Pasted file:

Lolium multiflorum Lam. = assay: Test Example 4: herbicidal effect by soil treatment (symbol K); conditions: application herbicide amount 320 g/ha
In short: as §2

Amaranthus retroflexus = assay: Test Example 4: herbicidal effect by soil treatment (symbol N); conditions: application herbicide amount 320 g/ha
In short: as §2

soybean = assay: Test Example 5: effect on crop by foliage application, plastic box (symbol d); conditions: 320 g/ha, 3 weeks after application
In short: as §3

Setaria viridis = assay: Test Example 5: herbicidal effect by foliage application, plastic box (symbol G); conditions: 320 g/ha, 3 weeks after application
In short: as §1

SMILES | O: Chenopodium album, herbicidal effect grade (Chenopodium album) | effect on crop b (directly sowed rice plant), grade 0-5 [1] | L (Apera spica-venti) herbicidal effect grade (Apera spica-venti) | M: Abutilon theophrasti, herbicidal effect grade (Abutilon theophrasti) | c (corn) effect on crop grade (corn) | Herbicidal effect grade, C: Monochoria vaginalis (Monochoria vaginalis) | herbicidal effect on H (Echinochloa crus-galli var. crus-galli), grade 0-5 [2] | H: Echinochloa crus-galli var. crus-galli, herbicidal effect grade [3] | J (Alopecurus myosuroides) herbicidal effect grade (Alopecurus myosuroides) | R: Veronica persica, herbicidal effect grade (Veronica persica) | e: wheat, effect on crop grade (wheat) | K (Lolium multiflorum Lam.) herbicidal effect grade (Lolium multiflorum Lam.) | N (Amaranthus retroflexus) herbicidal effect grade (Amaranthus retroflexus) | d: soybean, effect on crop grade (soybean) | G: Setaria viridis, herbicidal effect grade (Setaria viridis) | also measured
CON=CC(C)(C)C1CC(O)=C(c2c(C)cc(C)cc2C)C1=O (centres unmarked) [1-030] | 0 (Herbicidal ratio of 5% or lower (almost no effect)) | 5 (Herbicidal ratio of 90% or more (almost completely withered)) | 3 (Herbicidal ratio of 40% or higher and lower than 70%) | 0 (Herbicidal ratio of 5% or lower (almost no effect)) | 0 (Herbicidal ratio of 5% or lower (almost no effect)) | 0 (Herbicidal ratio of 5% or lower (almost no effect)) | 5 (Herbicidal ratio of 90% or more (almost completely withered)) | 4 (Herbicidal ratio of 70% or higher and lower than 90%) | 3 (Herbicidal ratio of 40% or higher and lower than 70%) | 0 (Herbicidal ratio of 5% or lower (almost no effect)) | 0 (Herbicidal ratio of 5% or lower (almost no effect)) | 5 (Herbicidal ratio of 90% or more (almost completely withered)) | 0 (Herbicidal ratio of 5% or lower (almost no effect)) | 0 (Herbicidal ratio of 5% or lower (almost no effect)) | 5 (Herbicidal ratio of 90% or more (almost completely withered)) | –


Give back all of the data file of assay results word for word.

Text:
Lolium multiflorum Lam. = assay: Test Example 4: herbicidal effect by soil treatment (symbol K); conditions: application herbicide amount 320 g/ha
In short: as §2

Amaranthus retroflexus = assay: Test Example 4: herbicidal effect by soil treatment (symbol N); conditions: application herbicide amount 320 g/ha
In short: as §2

soybean = assay: Test Example 5: effect on crop by foliage application, plastic box (symbol d); conditions: 320 g/ha, 3 weeks after application
In short: as §3

Setaria viridis = assay: Test Example 5: herbicidal effect by foliage application, plastic box (symbol G); conditions: 320 g/ha, 3 weeks after application
In short: as §1

SMILES | O: Chenopodium album, herbicidal effect grade (Chenopodium album) | effect on crop b (directly sowed rice plant), grade 0-5 [1] | L (Apera spica-venti) herbicidal effect grade (Apera spica-venti) | M: Abutilon theophrasti, herbicidal effect grade (Abutilon theophrasti) | c (corn) effect on crop grade (corn) | Herbicidal effect grade, C: Monochoria vaginalis (Monochoria vaginalis) | herbicidal effect on H (Echinochloa crus-galli var. crus-galli), grade 0-5 [2] | H: Echinochloa crus-galli var. crus-galli, herbicidal effect grade [3] | J (Alopecurus myosuroides) herbicidal effect grade (Alopecurus myosuroides) | R: Veronica persica, herbicidal effect grade (Veronica persica) | e: wheat, effect on crop grade (wheat) | K (Lolium multiflorum Lam.) herbicidal effect grade (Lolium multiflorum Lam.) | N (Amaranthus retroflexus) herbicidal effect grade (Amaranthus retroflexus) | d: soybean, effect on crop grade (soybean) | G: Setaria viridis, herbicidal effect grade (Setaria viridis) | also measured
CON=CC(C)(C)C1CC(O)=C(c2c(C)cc(C)cc2C)C1=O (centres unmarked) [1-030] | 0 (Herbicidal ratio of 5% or lower (almost no effect)) | 5 (Herbicidal ratio of 90% or more (almost completely withered)) | 3 (Herbicidal ratio of 40% or higher and lower than 70%) | 0 (Herbicidal ratio of 5% or lower (almost no effect)) | 0 (Herbicidal ratio of 5% or lower (almost no effect)) | 0 (Herbicidal ratio of 5% or lower (almost no effect)) | 5 (Herbicidal ratio of 90% or more (almost completely withered)) | 4 (Herbicidal ratio of 70% or higher and lower than 90%) | 3 (Herbicidal ratio of 40% or higher and lower than 70%) | 0 (Herbicidal ratio of 5% or lower (almost no effect)) | 0 (Herbicidal ratio of 5% or lower (almost no effect)) | 5 (Herbicidal ratio of 90% or more (almost completely withered)) | 0 (Herbicidal ratio of 5% or lower (almost no effect)) | 0 (Herbicidal ratio of 5% or lower (almost no effect)) | 5 (Herbicidal ratio of 90% or more (almost completely withered)) | –